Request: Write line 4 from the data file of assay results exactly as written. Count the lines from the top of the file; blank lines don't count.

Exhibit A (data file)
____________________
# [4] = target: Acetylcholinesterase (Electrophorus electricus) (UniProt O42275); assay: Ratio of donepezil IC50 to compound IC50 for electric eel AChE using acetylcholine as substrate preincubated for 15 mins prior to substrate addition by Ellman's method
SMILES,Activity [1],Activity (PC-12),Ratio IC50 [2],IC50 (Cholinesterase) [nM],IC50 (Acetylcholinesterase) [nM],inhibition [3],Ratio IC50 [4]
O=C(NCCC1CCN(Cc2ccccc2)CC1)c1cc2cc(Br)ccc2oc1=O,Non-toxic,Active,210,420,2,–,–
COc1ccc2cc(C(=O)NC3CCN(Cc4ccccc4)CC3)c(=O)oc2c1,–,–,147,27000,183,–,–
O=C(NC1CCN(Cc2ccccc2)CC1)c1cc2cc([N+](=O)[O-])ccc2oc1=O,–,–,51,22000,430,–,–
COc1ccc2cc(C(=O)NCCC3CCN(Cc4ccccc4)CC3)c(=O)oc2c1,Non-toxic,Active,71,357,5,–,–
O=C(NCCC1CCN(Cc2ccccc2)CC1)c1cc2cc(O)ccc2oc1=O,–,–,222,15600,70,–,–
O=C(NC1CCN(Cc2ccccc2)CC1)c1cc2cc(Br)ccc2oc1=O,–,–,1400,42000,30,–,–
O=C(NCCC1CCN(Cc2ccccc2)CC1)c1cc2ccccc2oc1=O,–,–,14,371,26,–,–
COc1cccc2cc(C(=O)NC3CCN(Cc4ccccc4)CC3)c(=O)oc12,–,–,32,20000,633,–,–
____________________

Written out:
COc1ccc2cc(C(=O)NC3CCN(Cc4ccccc4)CC3)c(=O)oc2c1,–,–,147,27000,183,–,–